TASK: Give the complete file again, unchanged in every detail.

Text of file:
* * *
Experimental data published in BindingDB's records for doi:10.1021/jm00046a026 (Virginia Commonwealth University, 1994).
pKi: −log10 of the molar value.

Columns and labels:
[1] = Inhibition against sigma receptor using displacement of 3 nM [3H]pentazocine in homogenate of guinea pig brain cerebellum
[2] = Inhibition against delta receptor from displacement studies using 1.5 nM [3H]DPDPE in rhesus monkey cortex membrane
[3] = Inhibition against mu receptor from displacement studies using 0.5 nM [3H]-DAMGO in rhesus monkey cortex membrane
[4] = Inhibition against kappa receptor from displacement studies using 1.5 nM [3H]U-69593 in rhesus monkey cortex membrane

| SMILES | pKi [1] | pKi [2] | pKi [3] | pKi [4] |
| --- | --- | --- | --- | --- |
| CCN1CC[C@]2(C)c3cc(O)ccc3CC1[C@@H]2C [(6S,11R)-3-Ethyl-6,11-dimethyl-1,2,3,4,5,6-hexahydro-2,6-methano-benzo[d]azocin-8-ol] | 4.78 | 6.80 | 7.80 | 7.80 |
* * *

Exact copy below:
Experimental data published in BindingDB's records for doi:10.1021/jm00046a026 (Virginia Commonwealth University, 1994).
pKi: −log10 of the molar value.

Columns and labels:
[1] = Inhibition against sigma receptor using displacement of 3 nM [3H]pentazocine in homogenate of guinea pig brain cerebellum
[2] = Inhibition against delta receptor from displacement studies using 1.5 nM [3H]DPDPE in rhesus monkey cortex membrane
[3] = Inhibition against mu receptor from displacement studies using 0.5 nM [3H]-DAMGO in rhesus monkey cortex membrane
[4] = Inhibition against kappa receptor from displacement studies using 1.5 nM [3H]U-69593 in rhesus monkey cortex membrane

| SMILES | pKi [1] | pKi [2] | pKi [3] | pKi [4] |
| --- | --- | --- | --- | --- |
| CCN1CC[C@]2(C)c3cc(O)ccc3CC1[C@@H]2C [(6S,11R)-3-Ethyl-6,11-dimethyl-1,2,3,4,5,6-hexahydro-2,6-methano-benzo[d]azocin-8-ol] | 4.78 | 6.80 | 7.80 | 7.80 |